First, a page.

Maybe the US military will employ the MO used under JPII for the policy re Capital Punishment: Acknowledge the freedom to embrace the principle but deny its application.

  14. being familiar with quite a number of active duty military and the ‘situation on the ground’, I have yet to have someone explain to me what it is that homosexuals will now be able to do that they couldn’t do under DADT. DADT certainly did guard privacy by fundamentally banning personal questions about sex from workplace discussions.

    None of the repeal’s proponents want to admit that the chief result will be to re-sexify conversations and prying and parading. That really seems to be it. Now everyone will be able to advertise their sexual idiosyncracies. To what end? recruitment? seduction?

    Nothing good can come from this. Admiral Mullen says we forced homosexuals to live a lie. That’s true only if it is a lie for homosexuals to forgo sexual discussions in the workplace.

  15. Nancy D. says:

    The official position of The Catholic Church in regards to homosexuality and thus to dadt is that homosexual sexual acts do not respect the Dignity of the human person and must never be condoned.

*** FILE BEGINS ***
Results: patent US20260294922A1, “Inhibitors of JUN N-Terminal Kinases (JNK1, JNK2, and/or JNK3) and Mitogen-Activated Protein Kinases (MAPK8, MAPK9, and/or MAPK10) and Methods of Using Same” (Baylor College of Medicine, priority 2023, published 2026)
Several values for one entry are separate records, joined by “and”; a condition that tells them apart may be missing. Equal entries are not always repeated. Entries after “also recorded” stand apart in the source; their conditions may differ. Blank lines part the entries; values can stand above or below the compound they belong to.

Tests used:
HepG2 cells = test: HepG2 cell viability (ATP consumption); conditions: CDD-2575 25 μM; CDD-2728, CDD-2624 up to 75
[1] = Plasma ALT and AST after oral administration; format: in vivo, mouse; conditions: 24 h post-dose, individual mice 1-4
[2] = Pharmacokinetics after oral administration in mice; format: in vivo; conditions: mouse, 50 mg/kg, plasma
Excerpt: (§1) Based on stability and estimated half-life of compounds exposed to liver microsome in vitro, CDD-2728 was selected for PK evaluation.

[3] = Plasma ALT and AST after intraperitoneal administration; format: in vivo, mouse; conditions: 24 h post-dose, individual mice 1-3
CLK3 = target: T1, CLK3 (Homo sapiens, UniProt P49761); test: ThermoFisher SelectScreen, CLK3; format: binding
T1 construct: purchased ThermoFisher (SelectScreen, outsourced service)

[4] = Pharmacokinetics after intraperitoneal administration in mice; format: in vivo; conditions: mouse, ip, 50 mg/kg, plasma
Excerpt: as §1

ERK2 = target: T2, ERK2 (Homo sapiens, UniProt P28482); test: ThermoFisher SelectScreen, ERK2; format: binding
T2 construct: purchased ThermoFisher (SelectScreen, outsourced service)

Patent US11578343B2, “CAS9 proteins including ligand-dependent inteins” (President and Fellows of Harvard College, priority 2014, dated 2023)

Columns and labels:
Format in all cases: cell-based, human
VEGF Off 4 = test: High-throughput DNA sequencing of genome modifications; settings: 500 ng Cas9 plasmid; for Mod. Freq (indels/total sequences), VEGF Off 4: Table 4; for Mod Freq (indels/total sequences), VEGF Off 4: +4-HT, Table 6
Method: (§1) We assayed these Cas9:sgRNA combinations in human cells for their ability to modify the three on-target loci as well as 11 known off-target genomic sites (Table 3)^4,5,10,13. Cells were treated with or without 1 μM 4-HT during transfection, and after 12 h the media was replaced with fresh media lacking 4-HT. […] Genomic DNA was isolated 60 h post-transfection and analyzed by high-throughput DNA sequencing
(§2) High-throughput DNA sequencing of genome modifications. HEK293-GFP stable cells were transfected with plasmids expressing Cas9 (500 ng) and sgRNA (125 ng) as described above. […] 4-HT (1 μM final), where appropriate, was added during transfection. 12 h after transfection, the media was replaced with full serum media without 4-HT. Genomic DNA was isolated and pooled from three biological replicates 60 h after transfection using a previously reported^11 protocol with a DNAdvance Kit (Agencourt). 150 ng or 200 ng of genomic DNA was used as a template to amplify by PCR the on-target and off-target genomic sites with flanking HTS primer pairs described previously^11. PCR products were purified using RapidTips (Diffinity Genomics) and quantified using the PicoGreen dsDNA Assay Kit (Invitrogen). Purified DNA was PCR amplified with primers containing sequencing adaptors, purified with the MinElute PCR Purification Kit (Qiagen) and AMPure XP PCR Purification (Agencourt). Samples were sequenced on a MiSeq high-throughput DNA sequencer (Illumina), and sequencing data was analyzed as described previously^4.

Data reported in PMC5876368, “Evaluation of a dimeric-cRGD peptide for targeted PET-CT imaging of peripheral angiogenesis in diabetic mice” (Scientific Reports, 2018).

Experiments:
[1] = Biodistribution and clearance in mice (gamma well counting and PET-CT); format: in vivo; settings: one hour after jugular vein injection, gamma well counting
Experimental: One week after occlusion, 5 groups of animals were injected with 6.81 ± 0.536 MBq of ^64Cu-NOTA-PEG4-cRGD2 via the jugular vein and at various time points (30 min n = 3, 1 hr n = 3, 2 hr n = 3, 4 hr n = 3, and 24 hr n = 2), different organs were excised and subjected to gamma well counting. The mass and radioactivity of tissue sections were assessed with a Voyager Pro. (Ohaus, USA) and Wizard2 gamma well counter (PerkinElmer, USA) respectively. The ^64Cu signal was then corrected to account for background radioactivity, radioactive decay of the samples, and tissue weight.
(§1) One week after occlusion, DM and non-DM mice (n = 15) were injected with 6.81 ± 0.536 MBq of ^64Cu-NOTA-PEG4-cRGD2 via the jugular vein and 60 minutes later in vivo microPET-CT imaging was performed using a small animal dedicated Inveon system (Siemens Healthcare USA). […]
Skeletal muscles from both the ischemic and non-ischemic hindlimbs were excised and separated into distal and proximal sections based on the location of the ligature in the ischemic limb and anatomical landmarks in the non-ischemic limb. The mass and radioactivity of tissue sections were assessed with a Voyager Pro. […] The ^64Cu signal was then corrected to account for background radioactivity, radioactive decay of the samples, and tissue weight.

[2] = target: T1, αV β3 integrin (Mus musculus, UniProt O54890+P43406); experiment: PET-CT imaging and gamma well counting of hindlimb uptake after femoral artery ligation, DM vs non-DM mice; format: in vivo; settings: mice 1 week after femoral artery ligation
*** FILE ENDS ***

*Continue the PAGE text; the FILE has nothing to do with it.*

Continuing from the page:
Our inherent complementary nature as male and female has been endowed to us from God from The Beginning. We are husbands and wives, fathers and mothers, sons and daughters, brothers and sisters, created to live in a communion of Love while being called to The Perfect Communion of Love, simultaneously. Referring to oneself or someone else as an object of sexual desire is demeaning and in direct conflict with God’s Commandment regarding the sin of adultery and lust. Those who insist on using the terms homosexual, heterosexual, etc., do so in order that it may appear as if those of us who refuse to condone homosexual sexual acts or any sexual act that does not respect the Dignity of the human person are discriminating against a person, when in fact, we are discriminating against demeaning sexual acts and demeaning sexual relationships. It is precisely because The Catholic Church teaches that we must respect the Dignity of every human person that homosexual sexual acts must never be condoned. Refusing to condone homosexual sexual acts or any sexual act that does not respect the Dignity of the human person is an act of Love.

  16. Hidden One says:

    And if, for all the Cardinal’s flaws, His Eminence goes to Heaven and I do not, what are his faults to me?